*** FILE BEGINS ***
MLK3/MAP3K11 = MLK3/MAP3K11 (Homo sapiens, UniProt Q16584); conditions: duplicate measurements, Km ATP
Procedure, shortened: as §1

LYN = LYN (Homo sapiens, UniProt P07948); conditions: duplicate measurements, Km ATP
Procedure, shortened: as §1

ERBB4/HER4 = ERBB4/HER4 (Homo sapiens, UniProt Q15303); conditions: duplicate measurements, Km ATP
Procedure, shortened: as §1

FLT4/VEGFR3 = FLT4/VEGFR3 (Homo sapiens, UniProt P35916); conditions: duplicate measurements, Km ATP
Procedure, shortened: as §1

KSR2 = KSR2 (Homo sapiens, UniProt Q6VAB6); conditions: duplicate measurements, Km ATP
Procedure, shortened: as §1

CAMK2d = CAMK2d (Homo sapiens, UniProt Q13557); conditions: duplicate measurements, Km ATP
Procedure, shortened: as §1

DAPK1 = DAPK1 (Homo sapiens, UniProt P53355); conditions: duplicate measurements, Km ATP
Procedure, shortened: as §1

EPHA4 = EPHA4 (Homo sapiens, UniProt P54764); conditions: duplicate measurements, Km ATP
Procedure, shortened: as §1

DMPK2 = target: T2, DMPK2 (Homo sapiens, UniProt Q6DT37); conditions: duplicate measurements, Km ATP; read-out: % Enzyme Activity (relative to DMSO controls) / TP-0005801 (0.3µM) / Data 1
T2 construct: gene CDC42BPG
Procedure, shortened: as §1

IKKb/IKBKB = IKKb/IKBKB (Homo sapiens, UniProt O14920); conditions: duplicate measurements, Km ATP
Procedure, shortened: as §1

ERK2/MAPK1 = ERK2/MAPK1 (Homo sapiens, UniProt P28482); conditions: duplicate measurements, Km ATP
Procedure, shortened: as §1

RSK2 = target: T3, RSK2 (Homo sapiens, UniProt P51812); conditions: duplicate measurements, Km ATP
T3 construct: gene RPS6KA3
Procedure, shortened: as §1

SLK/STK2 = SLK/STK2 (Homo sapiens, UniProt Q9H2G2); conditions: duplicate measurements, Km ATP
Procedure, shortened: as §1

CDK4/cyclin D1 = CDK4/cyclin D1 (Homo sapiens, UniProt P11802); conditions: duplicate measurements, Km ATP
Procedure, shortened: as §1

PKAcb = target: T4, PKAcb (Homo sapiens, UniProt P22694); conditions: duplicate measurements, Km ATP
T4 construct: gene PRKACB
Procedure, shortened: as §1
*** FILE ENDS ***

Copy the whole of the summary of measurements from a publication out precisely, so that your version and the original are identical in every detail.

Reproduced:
MLK3/MAP3K11 = MLK3/MAP3K11 (Homo sapiens, UniProt Q16584); conditions: duplicate measurements, Km ATP
Procedure, shortened: as §1

LYN = LYN (Homo sapiens, UniProt P07948); conditions: duplicate measurements, Km ATP
Procedure, shortened: as §1

ERBB4/HER4 = ERBB4/HER4 (Homo sapiens, UniProt Q15303); conditions: duplicate measurements, Km ATP
Procedure, shortened: as §1

FLT4/VEGFR3 = FLT4/VEGFR3 (Homo sapiens, UniProt P35916); conditions: duplicate measurements, Km ATP
Procedure, shortened: as §1

KSR2 = KSR2 (Homo sapiens, UniProt Q6VAB6); conditions: duplicate measurements, Km ATP
Procedure, shortened: as §1

CAMK2d = CAMK2d (Homo sapiens, UniProt Q13557); conditions: duplicate measurements, Km ATP
Procedure, shortened: as §1

DAPK1 = DAPK1 (Homo sapiens, UniProt P53355); conditions: duplicate measurements, Km ATP
Procedure, shortened: as §1

EPHA4 = EPHA4 (Homo sapiens, UniProt P54764); conditions: duplicate measurements, Km ATP
Procedure, shortened: as §1

DMPK2 = target: T2, DMPK2 (Homo sapiens, UniProt Q6DT37); conditions: duplicate measurements, Km ATP; read-out: % Enzyme Activity (relative to DMSO controls) / TP-0005801 (0.3µM) / Data 1
T2 construct: gene CDC42BPG
Procedure, shortened: as §1

IKKb/IKBKB = IKKb/IKBKB (Homo sapiens, UniProt O14920); conditions: duplicate measurements, Km ATP
Procedure, shortened: as §1

ERK2/MAPK1 = ERK2/MAPK1 (Homo sapiens, UniProt P28482); conditions: duplicate measurements, Km ATP
Procedure, shortened: as §1

RSK2 = target: T3, RSK2 (Homo sapiens, UniProt P51812); conditions: duplicate measurements, Km ATP
T3 construct: gene RPS6KA3
Procedure, shortened: as §1

SLK/STK2 = SLK/STK2 (Homo sapiens, UniProt Q9H2G2); conditions: duplicate measurements, Km ATP
Procedure, shortened: as §1

CDK4/cyclin D1 = CDK4/cyclin D1 (Homo sapiens, UniProt P11802); conditions: duplicate measurements, Km ATP
Procedure, shortened: as §1

PKAcb = target: T4, PKAcb (Homo sapiens, UniProt P22694); conditions: duplicate measurements, Km ATP
T4 construct: gene PRKACB
Procedure, shortened: as §1